We believe in the power of consumer insight and creativity in transforming perception and in the end, even human behavior! Key to this is content that is, first of all, founded on real human understanding, on our consumer obsession, and done in a way that truly connects with the target audience in meaningful ways.

When we have this combination, I believe consumers engage with our brands positively – even when the topic is controversial or provokes discussion. There needs to be an in-depth understanding of multiple sides of the issues and how we can portray these different viewpoints creatively and in a resonating manner is what can spark the mindset shift.

Through our SK-II #ChangeDestiny campaign, for example, we have focused on the specific area of age and marriage pressure from the perspective of single women. In Ariel India’s #ShareTheLoad campaign, we delve further into a mother’s viewpoint on gender equality. In the commercial, a mother realizes that while she has been teaching her daughter to care for herself, she still looks after her adult son by serving him food and picking up after his mess.

Through this, we see mothers as the flag-bearers of change and show how they can relook into the way they are raising their sons so that they can be equal partners tomorrow. In just two weeks since its launch, the commercial garnered over millions of views and inspired lively conversations among those who have watched it.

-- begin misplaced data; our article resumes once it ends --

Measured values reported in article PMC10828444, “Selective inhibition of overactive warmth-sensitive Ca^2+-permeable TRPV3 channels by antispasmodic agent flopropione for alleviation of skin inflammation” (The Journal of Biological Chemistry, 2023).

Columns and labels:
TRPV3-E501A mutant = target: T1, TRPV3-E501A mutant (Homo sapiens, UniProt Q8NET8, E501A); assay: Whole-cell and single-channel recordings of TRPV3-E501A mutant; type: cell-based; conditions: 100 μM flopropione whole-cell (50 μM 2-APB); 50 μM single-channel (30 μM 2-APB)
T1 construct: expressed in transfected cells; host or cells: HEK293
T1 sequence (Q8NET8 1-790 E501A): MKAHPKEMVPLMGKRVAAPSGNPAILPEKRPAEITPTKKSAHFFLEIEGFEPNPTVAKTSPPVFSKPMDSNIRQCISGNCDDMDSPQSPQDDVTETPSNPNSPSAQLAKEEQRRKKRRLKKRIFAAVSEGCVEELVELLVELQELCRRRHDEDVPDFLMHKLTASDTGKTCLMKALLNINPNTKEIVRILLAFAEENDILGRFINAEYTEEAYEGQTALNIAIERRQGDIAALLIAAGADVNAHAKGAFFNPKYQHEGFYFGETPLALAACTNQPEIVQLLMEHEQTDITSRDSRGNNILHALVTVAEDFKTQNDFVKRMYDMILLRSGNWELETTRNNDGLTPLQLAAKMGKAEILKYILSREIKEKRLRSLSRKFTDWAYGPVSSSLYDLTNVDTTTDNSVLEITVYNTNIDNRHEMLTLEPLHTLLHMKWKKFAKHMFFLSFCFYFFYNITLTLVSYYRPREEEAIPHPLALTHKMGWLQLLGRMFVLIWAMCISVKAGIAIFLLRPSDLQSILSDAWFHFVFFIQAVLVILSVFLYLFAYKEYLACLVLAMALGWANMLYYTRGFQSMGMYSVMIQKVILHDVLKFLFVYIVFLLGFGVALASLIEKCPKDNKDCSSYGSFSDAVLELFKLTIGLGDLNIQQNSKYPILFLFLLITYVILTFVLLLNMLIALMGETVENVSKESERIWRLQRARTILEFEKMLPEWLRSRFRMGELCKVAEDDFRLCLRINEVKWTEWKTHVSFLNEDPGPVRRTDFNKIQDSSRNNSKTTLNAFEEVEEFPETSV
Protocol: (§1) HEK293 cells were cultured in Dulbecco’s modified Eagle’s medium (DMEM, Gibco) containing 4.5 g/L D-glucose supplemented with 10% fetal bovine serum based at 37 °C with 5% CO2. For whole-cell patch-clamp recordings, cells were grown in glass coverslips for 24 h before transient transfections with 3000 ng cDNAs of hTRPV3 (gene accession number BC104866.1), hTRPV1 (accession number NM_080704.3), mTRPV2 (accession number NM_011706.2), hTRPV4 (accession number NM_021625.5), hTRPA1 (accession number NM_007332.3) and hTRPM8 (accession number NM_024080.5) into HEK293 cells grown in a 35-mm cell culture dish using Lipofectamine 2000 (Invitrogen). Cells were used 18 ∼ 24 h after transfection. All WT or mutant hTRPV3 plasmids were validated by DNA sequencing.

This said, our campaigns are just the beginning towards driving this transformation on gender equality, which not only bridges diversity today but also helps to empower the younger generation of women and men to a place free from gender bias for the future generations.

In Asia Pacific, we are hearing things like "there are too many white men in big roles" and "no female leadership" but the core of the issue is no one is grooming diverse talent to take over leadership roles or even investing in young diverse talent. What should brands do to build a legitimate pipeline for diverse talent? Are roles like ‘head of diversity and inclusion’ the answer or a band-aid on a bullet wound?

We do not believe that there is a pipeline issue – on the contrary. Our company and the workforce at large has plenty of highly qualified women ready to take on challenging tasks. At P&G, gender equality is a long-standing value and we are committed to creating an environment in which both men and women can thrive.

At P&G, gender equality is the responsibility of all us and to drive change beyond just putting a band-aid we need to act at multiple levels.

Busting gender myths: With our objective in mind of creating a gender-equal society, it is important that we continue busting the myths that still today hold women back at work and very specially on leadership positions. From the myth, that women lack leadership, question and doubt themselves too much, to the one saying that women are not good on STEM or the pervasive one that children and household chores are just a woman’s responsibility, all these myths have been engrained in our society for the longest time. It is time to unlearn them and replace them with a new narrative. That’s how we achieve real progress.

Engaging men as allies: At P&G, we also don’t believe that gender equality is a women’s issue alone. Convinced that diversity not only creates a positive environment, in which everyone can thrive but also enhances business results, we are engaging everyone to drive positive change inside the organization. One of the ways to engage both our men and women on gender equality is through our program called MARC, which stands for Men Advocating Real Change and is designed for men, attended by men and women – and is all about understanding bias – and building more inclusive leaders.